We met in Poland in January 2020, as the world commemorated the seventy-fifth anniversary of the liberation of Auschwitz, which took place on January 27, 1945.
Malcolm has been a war reporter. He witnessed ethnic cleansing close at hand in Bosnia-Herzegovina in the 1990s. He knows the stench of genocide. He’s had some narrow escapes and painful experiences that are different to mine. What we have in common is that we are both survivors.
He has delved into the Nazi occupation of Poland to try to place my childhood in the right context.
As we worked together to revive the sounds, smells and tastes of the Holocaust, I found that hidden memories came flooding back. Sometimes they kept me awake all night. Everything that happened to me and the people around me is buried somewhere deep in the recesses of my subconscious. As a practicing therapist, I must accept the possibility that age and time have blurred my worst memories. The human brain and body are extraordinary instruments, and they have survival mechanisms that we may never fully comprehend.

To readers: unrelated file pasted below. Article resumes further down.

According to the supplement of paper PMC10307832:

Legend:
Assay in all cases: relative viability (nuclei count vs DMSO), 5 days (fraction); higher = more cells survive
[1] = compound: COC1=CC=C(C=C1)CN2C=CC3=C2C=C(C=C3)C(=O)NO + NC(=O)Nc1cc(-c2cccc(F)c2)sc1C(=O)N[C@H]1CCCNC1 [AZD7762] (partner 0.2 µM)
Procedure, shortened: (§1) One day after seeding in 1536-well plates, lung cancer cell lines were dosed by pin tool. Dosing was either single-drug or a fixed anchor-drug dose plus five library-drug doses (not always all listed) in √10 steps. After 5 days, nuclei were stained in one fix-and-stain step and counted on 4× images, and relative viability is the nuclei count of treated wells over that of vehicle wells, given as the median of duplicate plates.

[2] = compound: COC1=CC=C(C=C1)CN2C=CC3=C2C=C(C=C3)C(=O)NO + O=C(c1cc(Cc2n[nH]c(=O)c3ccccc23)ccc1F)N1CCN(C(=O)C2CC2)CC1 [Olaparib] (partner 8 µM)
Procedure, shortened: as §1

Some details of my story may not precisely align with other accounts of the Holocaust. After the war, my mother talked to me incessantly about what happened to us, to make sure I didn’t forget. The conversations I recall in this book are not verbatim. The content, tone and nature, however, are an honest representation of what was said at the time. We all have different memories and versions of the truth. This is my truth.